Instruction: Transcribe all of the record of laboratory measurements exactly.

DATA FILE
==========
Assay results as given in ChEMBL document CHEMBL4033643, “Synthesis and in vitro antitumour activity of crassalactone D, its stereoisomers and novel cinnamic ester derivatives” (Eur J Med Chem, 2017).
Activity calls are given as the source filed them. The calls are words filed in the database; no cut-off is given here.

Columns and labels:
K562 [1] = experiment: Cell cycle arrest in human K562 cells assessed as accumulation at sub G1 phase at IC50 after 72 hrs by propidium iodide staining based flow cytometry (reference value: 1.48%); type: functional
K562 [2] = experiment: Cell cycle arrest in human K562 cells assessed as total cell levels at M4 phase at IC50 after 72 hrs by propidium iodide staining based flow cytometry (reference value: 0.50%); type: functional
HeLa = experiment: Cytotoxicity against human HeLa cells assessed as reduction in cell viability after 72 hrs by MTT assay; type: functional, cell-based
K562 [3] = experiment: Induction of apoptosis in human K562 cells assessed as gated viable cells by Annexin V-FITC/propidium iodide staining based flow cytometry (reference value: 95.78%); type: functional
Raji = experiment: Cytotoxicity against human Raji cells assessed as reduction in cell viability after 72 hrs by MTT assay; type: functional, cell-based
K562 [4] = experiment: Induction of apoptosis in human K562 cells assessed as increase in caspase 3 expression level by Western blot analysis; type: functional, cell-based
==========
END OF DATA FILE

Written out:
Assay results as given in ChEMBL document CHEMBL4033643, “Synthesis and in vitro antitumour activity of crassalactone D, its stereoisomers and novel cinnamic ester derivatives” (Eur J Med Chem, 2017).
Activity calls are given as the source filed them. The calls are words filed in the database; no cut-off is given here.

Columns and labels:
K562 [1] = experiment: Cell cycle arrest in human K562 cells assessed as accumulation at sub G1 phase at IC50 after 72 hrs by propidium iodide staining based flow cytometry (reference value: 1.48%); type: functional
K562 [2] = experiment: Cell cycle arrest in human K562 cells assessed as total cell levels at M4 phase at IC50 after 72 hrs by propidium iodide staining based flow cytometry (reference value: 0.50%); type: functional
HeLa = experiment: Cytotoxicity against human HeLa cells assessed as reduction in cell viability after 72 hrs by MTT assay; type: functional, cell-based
K562 [3] = experiment: Induction of apoptosis in human K562 cells assessed as gated viable cells by Annexin V-FITC/propidium iodide staining based flow cytometry (reference value: 95.78%); type: functional
Raji = experiment: Cytotoxicity against human Raji cells assessed as reduction in cell viability after 72 hrs by MTT assay; type: functional, cell-based
K562 [4] = experiment: Induction of apoptosis in human K562 cells assessed as increase in caspase 3 expression level by Western blot analysis; type: functional, cell-based